Between September 2011 and July 2014, the studio had five films open to higher than that (out of 17.) They have had 15 films open wide since Nightcrawler and the best opening they’ve had was Garry Marshall’s Mother’s Day with $8.36 million. The Nut Job 2: Nutty by Nature was supposed to end that streak. It didn’t.

The animated sequel did make history, though, by having the lowest opening ever for a film launched into over 4,000 theaters. Of the 92 previous films to do that, the two lowest openings were actually released this year in The Emoji Movie ($24.5 million / 8% RT) and The Mummy ($31.6 million / 16% RT). 

Opening to just $8.9 million this weekend, The Nut Job 2 also managed the same Rotten Tomatoes score that Open Road’s release of Spark: A Space Tail (remember that one?) did with 11%. That is actually slightly better than the first film which stands at just 10%. Perhaps that’s one of Open Road’s biggest problems. Of the 38 films they have now put out (wide or limited), only 12 of them have come up “fresh” with critics (Spotlight, Nightcrawler, Gleason, Dope, Chef, Side Effects, End of Watch, The Grey, Rosewater, Bleed for This, Before I Fall, Snowden). Even more shocking, 14 of those 38 have had a score of 20% or less (including a 0% for Max Steel – with just 20 reviews), now 15 with The Nut Job 2.

The best Open Road could possibly hope for at this point is for this to be their highest-grossing film since Mother’s Day. But it would take a 3.64 multiple for it to even surpass its $32.4 million – which is just a little better than half of what The Nut Job made back in 2013. Open Road’s future may now be dependent on Reese Witherspoon when Home Again opens in September.

 

Tales of the Top Ten

We’ve been using Interstellar as a measure for whether or not Christopher Nolan’s Dunkirk could reach $200 million. Thanks to a fourth weekend where his sci-fi epic actually outgrossed its third weekend, his WWII epic is now just $5+ million ahead of the pace. That would give Dunkirk somewhere between $193-194 million domestic. (It’s over $517 million worldwide and, like Annabelle: Creation, in profit for WB.) Do not be surprised if Dunkirk has one of those increased weekends between now and Labor Day. Since 1999, 42 films with a Rotten Tomatoes score over 90% have grossed over $200 million domestic. Dunkirk hopes to be #43 with a 93% rating.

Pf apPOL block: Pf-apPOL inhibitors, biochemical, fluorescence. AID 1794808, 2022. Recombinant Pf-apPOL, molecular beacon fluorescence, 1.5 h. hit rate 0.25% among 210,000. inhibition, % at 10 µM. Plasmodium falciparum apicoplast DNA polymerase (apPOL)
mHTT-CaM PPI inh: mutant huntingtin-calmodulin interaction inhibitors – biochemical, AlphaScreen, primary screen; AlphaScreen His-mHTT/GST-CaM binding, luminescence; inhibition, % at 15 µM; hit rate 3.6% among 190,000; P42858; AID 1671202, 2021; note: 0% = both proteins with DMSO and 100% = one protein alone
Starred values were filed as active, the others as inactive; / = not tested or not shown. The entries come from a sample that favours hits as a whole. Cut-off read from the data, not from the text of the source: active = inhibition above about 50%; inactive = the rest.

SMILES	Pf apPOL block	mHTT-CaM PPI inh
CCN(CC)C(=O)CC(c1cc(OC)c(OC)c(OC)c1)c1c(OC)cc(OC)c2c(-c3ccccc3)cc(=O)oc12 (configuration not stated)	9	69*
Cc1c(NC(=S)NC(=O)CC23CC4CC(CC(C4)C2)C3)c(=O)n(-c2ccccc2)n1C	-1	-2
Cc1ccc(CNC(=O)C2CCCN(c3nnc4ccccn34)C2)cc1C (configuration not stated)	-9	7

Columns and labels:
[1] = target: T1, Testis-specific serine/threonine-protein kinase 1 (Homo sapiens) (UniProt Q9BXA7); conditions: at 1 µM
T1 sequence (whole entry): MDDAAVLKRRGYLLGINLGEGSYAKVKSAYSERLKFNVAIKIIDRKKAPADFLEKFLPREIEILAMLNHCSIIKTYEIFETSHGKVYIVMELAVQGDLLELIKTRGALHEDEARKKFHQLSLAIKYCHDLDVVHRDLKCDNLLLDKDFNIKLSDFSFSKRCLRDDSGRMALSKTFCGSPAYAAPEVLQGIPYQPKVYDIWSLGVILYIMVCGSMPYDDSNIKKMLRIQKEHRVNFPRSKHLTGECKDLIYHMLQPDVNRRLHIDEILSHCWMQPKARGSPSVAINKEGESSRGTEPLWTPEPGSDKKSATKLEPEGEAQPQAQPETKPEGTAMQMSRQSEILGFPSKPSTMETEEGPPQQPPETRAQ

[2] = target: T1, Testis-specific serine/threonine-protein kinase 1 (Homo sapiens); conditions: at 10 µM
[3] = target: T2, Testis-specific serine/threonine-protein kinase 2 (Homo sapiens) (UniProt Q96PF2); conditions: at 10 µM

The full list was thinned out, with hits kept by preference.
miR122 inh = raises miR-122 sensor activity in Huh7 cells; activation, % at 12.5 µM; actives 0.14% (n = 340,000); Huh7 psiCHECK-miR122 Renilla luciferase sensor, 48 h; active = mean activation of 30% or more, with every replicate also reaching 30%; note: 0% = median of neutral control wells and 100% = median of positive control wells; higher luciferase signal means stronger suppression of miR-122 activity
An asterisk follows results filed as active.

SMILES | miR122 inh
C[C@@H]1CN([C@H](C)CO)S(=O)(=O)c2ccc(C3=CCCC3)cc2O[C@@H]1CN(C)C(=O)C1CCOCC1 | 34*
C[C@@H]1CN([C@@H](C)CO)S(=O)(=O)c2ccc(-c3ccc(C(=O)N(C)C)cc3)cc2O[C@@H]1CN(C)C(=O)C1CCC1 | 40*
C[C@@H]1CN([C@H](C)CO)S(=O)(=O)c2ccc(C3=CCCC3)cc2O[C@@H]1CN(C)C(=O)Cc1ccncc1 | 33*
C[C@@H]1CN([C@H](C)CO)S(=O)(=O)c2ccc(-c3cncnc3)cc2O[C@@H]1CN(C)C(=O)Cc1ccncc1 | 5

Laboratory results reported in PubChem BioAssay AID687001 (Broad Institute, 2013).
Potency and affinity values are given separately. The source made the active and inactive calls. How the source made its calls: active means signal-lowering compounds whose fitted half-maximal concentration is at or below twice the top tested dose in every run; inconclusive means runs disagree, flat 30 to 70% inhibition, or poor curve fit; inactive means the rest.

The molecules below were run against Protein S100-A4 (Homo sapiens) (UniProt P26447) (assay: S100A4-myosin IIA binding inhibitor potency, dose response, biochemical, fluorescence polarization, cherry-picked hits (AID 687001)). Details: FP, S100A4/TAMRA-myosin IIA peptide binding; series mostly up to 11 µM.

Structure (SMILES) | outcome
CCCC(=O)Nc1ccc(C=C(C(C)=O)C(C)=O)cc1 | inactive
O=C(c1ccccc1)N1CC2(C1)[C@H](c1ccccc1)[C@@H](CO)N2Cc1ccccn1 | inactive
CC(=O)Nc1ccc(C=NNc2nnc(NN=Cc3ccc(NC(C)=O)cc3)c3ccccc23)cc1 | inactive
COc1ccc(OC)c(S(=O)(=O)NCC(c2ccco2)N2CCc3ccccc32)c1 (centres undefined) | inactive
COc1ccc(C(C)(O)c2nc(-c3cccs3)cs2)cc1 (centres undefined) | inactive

Interstellar star Matthew McConaughey saw his villainous turn in The Dark Tower go from #1 last week to a 59% drop this week. The critically-derided Stephen King adaptation (18% RT) now finds itself $4 million off the pace of Spawn, which finished with $54 million and only about a million ahead of Final Destination 5’s $42.5 million. As of right now, it is Sony’s biggest loser since last year’s Ghostbusters. Their 8%-rated The Emoji Movie still needs roughly $74 million more before it hits profit as well. Thankfully, Spider-Man Homecoming passed $300 million domestic this week and is over $702 million worldwide. An even greater victory has come for Edgar Wright and Baby Driver which just passed $100 million in the U.S. That is more than his previous four acclaimed films combined. Congratulations!

Lionsgate’s The Glass Castle never had much of a chance with a limited launch of 1,461 theaters, especially with a split vote of 50% with critics. Its opening of $4.8 million is similar to last year’s not-good-enough-for-awards-season late summer launch of The Light Between Oceans into 1,500 theaters with a $4.76 million start. It finished with just $12.5 million. Kathryn Bigelow’s Detroit (84% RT) will also have its award chances questioned after it dropped out of the Top Ten in just its second week of wide release. It has made $13.4 million to date. Universal’s Girls Trip (88% RT), on the other hand, will be hitting $100 million by next Friday.


Erik Childress can be heard each week evaluating box office on WGN Radio with Nick Digilio as well as on Business First AM with Angela Miles and his Movie Madness Podcast.

[Box office figures via Box Office Mojo.]